With Israel consolidating its hold on northern Gaza, its forces are closing in on a sprawling medical center that for Israelis and Palestinians alike has emerged as a symbol of the other side’s inhumanity.
By Israel’s account, Al Shifa — the name of the hospital — has become shorthand for Hamas’ willingness to turn its own people into human shields and sacrifice them as cannon fodder in the fight for global sympathy.
The militants, Israeli security officials say, have spent the better part of 16 years building a vast command complex under the hospital, and setting up similar bases underneath other medical facilities in the enclave. American officials agree, citing their own intelligence.
Hamas denies doing anything of the sort, and hospital officials say the facility houses nothing but the sick and injured and the medical professionals dedicated to helping them. In the estimation of most Palestinians, the obsession with Al Shifa is evidence of Israel’s willingness to target even the most helpless civilians without justification.
The hospital’s director, Dr. Mohammed Abu Salmiya, flatly described the Israeli allegations as “untrue” in an interview on Friday.
While it is impossible to independently verify many of the assertions of either side, the competing claims are likely to be tested soon. The hospital, Israeli officials said, was spared in past Israeli operations out of concern for civilian life, but at the cost of leaving whatever may be underneath it intact.
It is a mistake that Israel will not repeat this time, the officials said. They say that the complex under Al Shifa is one of the principal Israeli targets of the war and will not be left untouched, despite the growing international outcry to spare Al Shifa and other hospitals.
“The hospitals will be surrounded, pressure will be put on people to leave,” said Chuck Freilich, a former Israeli deputy national security adviser. “I don’t see Israel going headlong against the civilians, but the hospital — or at least what’s underneath it — has got to be cleared out.”
Only that way, Mr. Freilich said, can Hamas’s rule in Gaza be ended, though “it’s not going to look good.”
Conditions at Al Shifa, Gaza’s main hospital, are dire. Hundreds of seriously ill and wounded patients and displaced people have been trapped inside as Israeli tanks and troops close in on the compound, and close-quarters combat is taking place nearby.
The Health Ministry in Gaza, which is run by Hamas, said that at least five wounded patients had died on Saturday at the hospital, including a premature baby in an incubator, as a result of a power outage. Without fuel to run generators, the hospital has been plunged into darkness, the ministry and the hospital’s administrator said.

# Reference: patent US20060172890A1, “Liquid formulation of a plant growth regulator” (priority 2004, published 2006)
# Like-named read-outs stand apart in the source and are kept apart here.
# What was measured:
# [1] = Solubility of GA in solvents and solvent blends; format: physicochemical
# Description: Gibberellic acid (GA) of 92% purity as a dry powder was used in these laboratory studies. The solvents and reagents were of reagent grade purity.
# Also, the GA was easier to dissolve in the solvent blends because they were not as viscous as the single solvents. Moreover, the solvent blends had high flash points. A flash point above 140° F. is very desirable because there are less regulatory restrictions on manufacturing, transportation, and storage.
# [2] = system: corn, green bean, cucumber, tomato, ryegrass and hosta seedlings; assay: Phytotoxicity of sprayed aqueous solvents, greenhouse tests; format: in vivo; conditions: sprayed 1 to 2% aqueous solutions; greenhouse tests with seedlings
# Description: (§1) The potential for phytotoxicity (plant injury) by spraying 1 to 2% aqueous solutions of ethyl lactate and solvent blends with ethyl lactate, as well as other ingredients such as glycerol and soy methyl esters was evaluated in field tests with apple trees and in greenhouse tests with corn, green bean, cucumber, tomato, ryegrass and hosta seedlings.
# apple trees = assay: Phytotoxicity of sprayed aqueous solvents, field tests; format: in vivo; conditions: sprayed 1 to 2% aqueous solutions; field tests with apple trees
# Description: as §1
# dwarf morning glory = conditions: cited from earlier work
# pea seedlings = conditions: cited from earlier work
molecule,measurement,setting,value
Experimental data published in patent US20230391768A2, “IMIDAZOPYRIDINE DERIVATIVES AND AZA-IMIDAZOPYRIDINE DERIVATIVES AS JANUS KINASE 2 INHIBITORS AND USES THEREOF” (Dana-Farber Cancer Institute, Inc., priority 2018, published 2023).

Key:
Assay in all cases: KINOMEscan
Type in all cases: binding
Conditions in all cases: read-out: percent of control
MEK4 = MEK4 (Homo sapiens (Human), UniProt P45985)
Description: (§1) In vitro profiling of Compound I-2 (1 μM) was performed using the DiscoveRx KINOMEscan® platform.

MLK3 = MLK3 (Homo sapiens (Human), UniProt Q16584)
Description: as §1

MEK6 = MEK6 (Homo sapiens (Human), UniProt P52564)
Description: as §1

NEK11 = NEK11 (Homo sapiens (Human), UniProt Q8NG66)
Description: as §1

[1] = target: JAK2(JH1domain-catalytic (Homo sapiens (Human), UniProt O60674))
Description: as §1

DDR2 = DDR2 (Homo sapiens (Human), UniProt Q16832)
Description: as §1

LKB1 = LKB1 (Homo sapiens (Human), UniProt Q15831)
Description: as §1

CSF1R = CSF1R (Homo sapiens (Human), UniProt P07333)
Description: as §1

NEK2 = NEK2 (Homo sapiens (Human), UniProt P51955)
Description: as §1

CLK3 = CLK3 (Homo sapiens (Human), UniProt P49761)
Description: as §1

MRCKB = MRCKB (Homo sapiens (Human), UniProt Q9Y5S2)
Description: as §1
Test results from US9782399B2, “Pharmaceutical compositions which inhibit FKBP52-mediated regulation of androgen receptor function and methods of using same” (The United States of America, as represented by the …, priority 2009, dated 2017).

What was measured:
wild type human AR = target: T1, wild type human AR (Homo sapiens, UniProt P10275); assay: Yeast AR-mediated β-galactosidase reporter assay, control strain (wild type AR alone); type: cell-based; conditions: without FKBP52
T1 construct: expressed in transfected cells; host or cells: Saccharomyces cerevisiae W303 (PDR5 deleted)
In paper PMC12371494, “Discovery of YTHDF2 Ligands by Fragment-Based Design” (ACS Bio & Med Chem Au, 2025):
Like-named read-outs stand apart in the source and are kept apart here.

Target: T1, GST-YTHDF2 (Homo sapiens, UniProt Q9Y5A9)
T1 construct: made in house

In recent days, Israeli soldiers have surrounded at least one other hospital in northern Gaza, stepping up their push to empty the facilities, according to Israeli military officials, as fighting around them intensifies.
At Al Rantisi Specialized Hospital for Children, the only medical center with a pediatric cancer ward in the strip, Dr. Bakr Gaoud, the head of the hospital, said Israeli forces moved in late last week, damaging the ground floor and destroying several vehicles before providing maps that showed a safe route out.
“We dragged our patients on their beds on the street to the south,” he said. “I was the very last one to leave the hospital.” He said the worst-off patients went to Al Shifa, while everyone else made their way south, away from the main area of fighting.
A second hospital, Al Nasr, was similarly emptied out by Israel on Friday, and the Health Ministry reported strikes against other hospitals over the weekend.
Al Shifa can no longer take in new patients, and staff members at the hospital say it is running out of food and water. There are about 1,500 patients, staff and displaced people there now taking shelter, according to Dr. Mohammed Zaqout, the Gazan Health Ministry’s general manager for hospitals.
Israel’s military said in a statement on Sunday that it was securing a route for civilians and patients to leave Al Shifa, suggesting that fighting was likely to intensify around the hospital.
American officials have warned Israel not to move against hospitals that are still treating patients, Jake Sullivan, the national security adviser, said on Sunday in an interview with “Face the Nation” on CBS.
“The United States does not want to see firefights in hospitals, where innocent people, patients receiving medical care, are caught in the crossfire,” he said. “And we’ve had active consultations with the Israeli Defense Forces on this.”